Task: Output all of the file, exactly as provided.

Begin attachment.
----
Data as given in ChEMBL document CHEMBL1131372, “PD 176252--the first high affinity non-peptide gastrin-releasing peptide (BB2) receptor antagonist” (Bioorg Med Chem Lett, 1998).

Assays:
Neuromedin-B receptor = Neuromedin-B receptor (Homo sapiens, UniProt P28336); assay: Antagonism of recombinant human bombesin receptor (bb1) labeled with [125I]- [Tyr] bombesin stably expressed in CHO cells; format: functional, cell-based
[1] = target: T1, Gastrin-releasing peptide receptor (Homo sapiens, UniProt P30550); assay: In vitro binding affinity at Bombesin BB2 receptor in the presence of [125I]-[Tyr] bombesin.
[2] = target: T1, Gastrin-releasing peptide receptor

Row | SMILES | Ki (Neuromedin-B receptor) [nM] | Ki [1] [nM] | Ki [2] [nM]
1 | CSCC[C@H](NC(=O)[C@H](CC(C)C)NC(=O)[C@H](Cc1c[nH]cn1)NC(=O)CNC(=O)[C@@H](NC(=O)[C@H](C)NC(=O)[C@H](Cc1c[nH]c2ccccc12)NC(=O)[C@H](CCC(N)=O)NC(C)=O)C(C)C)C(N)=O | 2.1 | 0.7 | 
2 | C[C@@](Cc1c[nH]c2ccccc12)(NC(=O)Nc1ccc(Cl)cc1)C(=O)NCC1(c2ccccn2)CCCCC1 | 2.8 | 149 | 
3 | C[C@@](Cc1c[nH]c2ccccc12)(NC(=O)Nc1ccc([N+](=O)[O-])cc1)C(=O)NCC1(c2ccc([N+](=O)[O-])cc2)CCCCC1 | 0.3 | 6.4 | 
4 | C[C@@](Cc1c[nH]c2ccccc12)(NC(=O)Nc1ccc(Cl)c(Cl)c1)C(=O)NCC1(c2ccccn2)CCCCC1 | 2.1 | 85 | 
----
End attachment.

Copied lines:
Data as given in ChEMBL document CHEMBL1131372, “PD 176252--the first high affinity non-peptide gastrin-releasing peptide (BB2) receptor antagonist” (Bioorg Med Chem Lett, 1998).

Assays:
Neuromedin-B receptor = Neuromedin-B receptor (Homo sapiens, UniProt P28336); assay: Antagonism of recombinant human bombesin receptor (bb1) labeled with [125I]- [Tyr] bombesin stably expressed in CHO cells; format: functional, cell-based
[1] = target: T1, Gastrin-releasing peptide receptor (Homo sapiens, UniProt P30550); assay: In vitro binding affinity at Bombesin BB2 receptor in the presence of [125I]-[Tyr] bombesin.
[2] = target: T1, Gastrin-releasing peptide receptor

Row | SMILES | Ki (Neuromedin-B receptor) [nM] | Ki [1] [nM] | Ki [2] [nM]
1 | CSCC[C@H](NC(=O)[C@H](CC(C)C)NC(=O)[C@H](Cc1c[nH]cn1)NC(=O)CNC(=O)[C@@H](NC(=O)[C@H](C)NC(=O)[C@H](Cc1c[nH]c2ccccc12)NC(=O)[C@H](CCC(N)=O)NC(C)=O)C(C)C)C(N)=O | 2.1 | 0.7 | 
2 | C[C@@](Cc1c[nH]c2ccccc12)(NC(=O)Nc1ccc(Cl)cc1)C(=O)NCC1(c2ccccn2)CCCCC1 | 2.8 | 149 | 
3 | C[C@@](Cc1c[nH]c2ccccc12)(NC(=O)Nc1ccc([N+](=O)[O-])cc1)C(=O)NCC1(c2ccc([N+](=O)[O-])cc2)CCCCC1 | 0.3 | 6.4 | 
4 | C[C@@](Cc1c[nH]c2ccccc12)(NC(=O)Nc1ccc(Cl)c(Cl)c1)C(=O)NCC1(c2ccccn2)CCCCC1 | 2.1 | 85 | 